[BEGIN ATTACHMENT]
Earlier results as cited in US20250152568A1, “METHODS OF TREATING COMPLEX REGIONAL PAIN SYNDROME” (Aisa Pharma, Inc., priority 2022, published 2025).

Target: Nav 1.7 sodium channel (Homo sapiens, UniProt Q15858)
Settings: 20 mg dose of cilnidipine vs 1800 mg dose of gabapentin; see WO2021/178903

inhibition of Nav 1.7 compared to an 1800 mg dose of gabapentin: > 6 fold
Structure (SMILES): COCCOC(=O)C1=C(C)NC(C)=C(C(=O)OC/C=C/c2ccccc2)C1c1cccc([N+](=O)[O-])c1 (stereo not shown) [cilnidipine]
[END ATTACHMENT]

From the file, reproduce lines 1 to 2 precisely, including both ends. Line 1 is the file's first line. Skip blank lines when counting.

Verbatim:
Earlier results as cited in US20250152568A1, “METHODS OF TREATING COMPLEX REGIONAL PAIN SYNDROME” (Aisa Pharma, Inc., priority 2022, published 2025).

Target: Nav 1.7 sodium channel (Homo sapiens, UniProt Q15858)